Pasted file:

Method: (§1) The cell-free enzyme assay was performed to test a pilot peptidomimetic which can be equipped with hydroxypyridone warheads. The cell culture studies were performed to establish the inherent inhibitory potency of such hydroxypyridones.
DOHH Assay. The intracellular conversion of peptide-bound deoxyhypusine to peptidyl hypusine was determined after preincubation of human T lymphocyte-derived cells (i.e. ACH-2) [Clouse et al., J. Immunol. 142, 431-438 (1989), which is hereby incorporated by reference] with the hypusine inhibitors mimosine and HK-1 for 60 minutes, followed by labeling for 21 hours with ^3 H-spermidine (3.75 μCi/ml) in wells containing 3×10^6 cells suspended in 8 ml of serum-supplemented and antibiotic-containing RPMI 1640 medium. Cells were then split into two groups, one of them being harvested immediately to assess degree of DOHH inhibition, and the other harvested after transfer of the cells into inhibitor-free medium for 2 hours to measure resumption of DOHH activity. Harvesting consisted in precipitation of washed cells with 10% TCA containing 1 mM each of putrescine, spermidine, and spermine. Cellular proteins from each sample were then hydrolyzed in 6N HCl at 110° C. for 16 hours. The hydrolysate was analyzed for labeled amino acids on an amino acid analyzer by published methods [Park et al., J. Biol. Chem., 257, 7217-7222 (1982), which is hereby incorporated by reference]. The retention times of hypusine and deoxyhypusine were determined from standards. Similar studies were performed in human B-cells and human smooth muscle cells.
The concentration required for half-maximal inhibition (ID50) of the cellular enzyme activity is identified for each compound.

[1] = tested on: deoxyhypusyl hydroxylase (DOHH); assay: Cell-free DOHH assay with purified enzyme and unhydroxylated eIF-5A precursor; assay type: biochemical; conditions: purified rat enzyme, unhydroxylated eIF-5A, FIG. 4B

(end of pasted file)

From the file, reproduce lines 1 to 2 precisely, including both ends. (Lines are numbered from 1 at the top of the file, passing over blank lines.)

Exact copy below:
Method: (§1) The cell-free enzyme assay was performed to test a pilot peptidomimetic which can be equipped with hydroxypyridone warheads. The cell culture studies were performed to establish the inherent inhibitory potency of such hydroxypyridones.
DOHH Assay. The intracellular conversion of peptide-bound deoxyhypusine to peptidyl hypusine was determined after preincubation of human T lymphocyte-derived cells (i.e. ACH-2) [Clouse et al., J. Immunol. 142, 431-438 (1989), which is hereby incorporated by reference] with the hypusine inhibitors mimosine and HK-1 for 60 minutes, followed by labeling for 21 hours with ^3 H-spermidine (3.75 μCi/ml) in wells containing 3×10^6 cells suspended in 8 ml of serum-supplemented and antibiotic-containing RPMI 1640 medium. Cells were then split into two groups, one of them being harvested immediately to assess degree of DOHH inhibition, and the other harvested after transfer of the cells into inhibitor-free medium for 2 hours to measure resumption of DOHH activity. Harvesting consisted in precipitation of washed cells with 10% TCA containing 1 mM each of putrescine, spermidine, and spermine. Cellular proteins from each sample were then hydrolyzed in 6N HCl at 110° C. for 16 hours. The hydrolysate was analyzed for labeled amino acids on an amino acid analyzer by published methods [Park et al., J. Biol. Chem., 257, 7217-7222 (1982), which is hereby incorporated by reference]. The retention times of hypusine and deoxyhypusine were determined from standards. Similar studies were performed in human B-cells and human smooth muscle cells.